ExxonMobil last week announced an investment of more than $1 billion to expand our refinery in Antwerp, Belgium. We’re planning to add new equipment to convert heavy, higher-sulfur residual oil – currently blended into fuel oil or asphalt – into higher-grade products such as diesel and marine fuel to serve drivers and other customers in Europe.
This announcement is significant for several reasons.
For one thing, it represents a strategic focus for ExxonMobil in Europe despite a tough industry environment that has seen numerous refinery closures on the continent over the past decade.
We take a long-term view of our properties around the world. In Antwerp we see an opportunity to improve the competitiveness of a key asset to the benefit of consumers by addressing a shortfall in diesel to meet increased demand in Europe. Moreover, this investment will allow us to optimize many of our other European assets.
The planned expansion comes on the heels of construction at the Antwerp complex of a diesel hydrotreater in 2010 and a 130-megawatt cogeneration facility in 2008. The cogen unit has reduced carbon dioxide emissions to levels equivalent to taking 90,000 cars off Belgium’s roads.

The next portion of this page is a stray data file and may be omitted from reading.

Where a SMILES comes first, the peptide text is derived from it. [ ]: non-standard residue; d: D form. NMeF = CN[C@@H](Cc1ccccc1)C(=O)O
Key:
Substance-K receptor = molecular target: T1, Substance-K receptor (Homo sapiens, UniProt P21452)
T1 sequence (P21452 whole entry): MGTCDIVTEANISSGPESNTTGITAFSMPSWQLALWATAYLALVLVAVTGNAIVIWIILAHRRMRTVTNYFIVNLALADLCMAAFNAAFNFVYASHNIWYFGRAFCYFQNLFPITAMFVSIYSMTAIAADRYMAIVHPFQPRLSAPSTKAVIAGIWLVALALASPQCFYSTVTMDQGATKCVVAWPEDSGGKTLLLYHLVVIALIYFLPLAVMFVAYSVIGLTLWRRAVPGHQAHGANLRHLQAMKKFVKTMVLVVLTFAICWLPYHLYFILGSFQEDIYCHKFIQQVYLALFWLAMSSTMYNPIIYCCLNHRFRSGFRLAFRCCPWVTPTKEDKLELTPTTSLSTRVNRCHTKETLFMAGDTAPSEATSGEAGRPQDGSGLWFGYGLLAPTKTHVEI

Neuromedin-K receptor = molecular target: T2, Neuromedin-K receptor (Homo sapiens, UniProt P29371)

Overall we will have invested more than $2 billion over the course of a decade to improve the site’s efficiency and environmental performance. The new investment will reduce sulfur dioxide emissions at the site by 75 percent.
It will also create jobs. On average, about 700 additional workers will be on-site daily during a three-year construction period, peaking at about 1,200 workers in 2016.
And, of course, this upgrade will strengthen the competitive position of the Antwerp site, which already employs about 600 people and supports numerous contractors and service providers.
We are also evaluating additional investments to further strengthen our strategic refineries in Europe, but governments and European Union leaders will need to do their parts to ensure the region can compete more effectively in a global marketplace.
ExxonMobil executive Steve Hart told the Financial Times last week that these facilities could conceivably be in use 50 years from now. If European policymakers take steps to build and maintain a sound and stable business climate, we are confident that our long-range vision can make that possibility a reality.